Posted on September 17, 2007

One-third of SA’s 3-million Afrikaners are Destitute, Homeless, Unemployable

De Wet Potgieter,, September 13, 2007

1-million of the 3-million Afrikaners destitute, unemployable, homeless

Rapport newspaper writes: “South Africa’s 3-million Afrikaners—all multilingual people with a high standard Western education and a protestant work ethnic—are being forced back into the stone-age by the current ANC-regime’s laws which bars such ‘whites’ from the labour market.

South Africa has about 4,5-m “whites” of whom 3-million are Afrikaners.

Rapport newspaper published an extensive survey this week of the current living conditions of the country’s Afrikaner community—and has found that they have now returned to identical destitution as they had been plunged into shortly after the Anglo-Boer war in 1902 right up to the Great Depression of the 1930s. During those years, the ‘poor white’ problem in South Africa was even highlighted by an international Red Cross report at that time—and international aid funding was made available to try and alleviate the destitution of poor Afrikaners in those years.

Now, the housing crisis for the country’s 1-million destitute, unemployable Afrikaners in fact has again taken on criticial proportions which are worse than their situation during the Great Depression, warns Dr Dawie Theron of the Helping Hand Fund—which is sponsored by Solidarity Trade Union’s membership.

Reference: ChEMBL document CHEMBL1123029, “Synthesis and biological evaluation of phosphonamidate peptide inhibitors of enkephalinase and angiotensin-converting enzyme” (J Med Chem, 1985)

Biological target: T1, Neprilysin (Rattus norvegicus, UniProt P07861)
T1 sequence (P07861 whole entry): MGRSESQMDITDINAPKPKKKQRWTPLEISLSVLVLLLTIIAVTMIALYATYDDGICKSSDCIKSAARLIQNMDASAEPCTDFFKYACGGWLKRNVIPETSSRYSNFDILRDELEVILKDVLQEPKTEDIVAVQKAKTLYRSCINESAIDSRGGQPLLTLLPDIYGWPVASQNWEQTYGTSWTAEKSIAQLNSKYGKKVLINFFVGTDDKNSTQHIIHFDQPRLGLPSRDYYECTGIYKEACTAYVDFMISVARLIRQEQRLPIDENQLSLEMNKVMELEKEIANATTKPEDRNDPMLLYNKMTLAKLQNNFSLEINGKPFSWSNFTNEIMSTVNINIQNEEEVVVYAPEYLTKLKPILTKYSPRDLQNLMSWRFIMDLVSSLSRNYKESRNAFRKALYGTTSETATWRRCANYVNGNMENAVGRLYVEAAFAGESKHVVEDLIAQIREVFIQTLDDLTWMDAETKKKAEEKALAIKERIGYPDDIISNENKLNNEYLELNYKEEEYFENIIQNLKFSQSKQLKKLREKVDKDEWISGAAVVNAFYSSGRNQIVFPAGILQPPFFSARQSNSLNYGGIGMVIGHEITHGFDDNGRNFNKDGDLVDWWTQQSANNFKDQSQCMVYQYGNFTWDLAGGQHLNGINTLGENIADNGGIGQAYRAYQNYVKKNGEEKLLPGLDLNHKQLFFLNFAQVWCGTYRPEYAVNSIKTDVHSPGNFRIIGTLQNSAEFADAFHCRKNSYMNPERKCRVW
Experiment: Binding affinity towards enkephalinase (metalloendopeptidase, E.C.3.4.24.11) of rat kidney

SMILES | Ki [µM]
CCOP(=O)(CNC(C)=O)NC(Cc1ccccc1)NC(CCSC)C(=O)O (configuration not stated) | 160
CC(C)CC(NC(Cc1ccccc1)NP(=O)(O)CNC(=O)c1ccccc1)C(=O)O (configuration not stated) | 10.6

“Drive through Danville in the Pretoria district, through the Daspoort tunnel to Booysens, Pretoria-Gardens and Daspoort,” writes Rapport newspaper this week.

“The size of the plots are all about the same, but look over the fences and you see the Wendy Houses, the shacks, and the tents housing the Afrikaner destitute families all stuffed in behind the main houses.

“And these are only a few examples of how the face of poverty has changed in South Africa.

“In fact a large, new Poor White problem—with the identical squatter towns seen just after the Anglo-Boer War and during the Great Depression, when people migrated in large numbers from the countryside to the cities, is developing once again.”

“It’s no longer unusual to see whites begging, and according to the youngest official statistics from 2006, there were 900,000 unemployed ‘white’ people in South Africa now—all living in total destitution.

380,000 are men, and 610,000 are women—who are not only unemployed, but permanently unemployable due to the ANC-regime’s blacks-only hiring laws for the entire labour market.

Also, some 7,000 Afrikaner families live in squatter huts or some kind of informal structure such as a tent or a caravan.

Some 11,000 to 12,000 Afrikaner families are said to share rooms and living space.

“Three years ago, Prof Lawrence Schlemmer already pointed out that 430,000 van the country’s 4,5 million ‘white’ people where too poor to live in ‘traditionally white neighbourhoods.’

Dr Dawie Theron of the Helping Hand Fund of Solidarity Trade Union said the housing crisis for the country’s 1-million destitute Afrikaners ‘has now taken on critical dimensions’.

“Moreover, these destitute people’s urgent need is being brutally exploited as just another way to make money,” Dr Theron said.

The number of shelters for Afrikaner-destitute familes have soared over the past four years—and not all of them are suitable for human habitation, he warned.

For instance in Daspoort, Pretoria, there is a shelter for the homeless where more than twenty Afrikaners live together on one erf—most rely on a monthly $87 disability pension to survive on.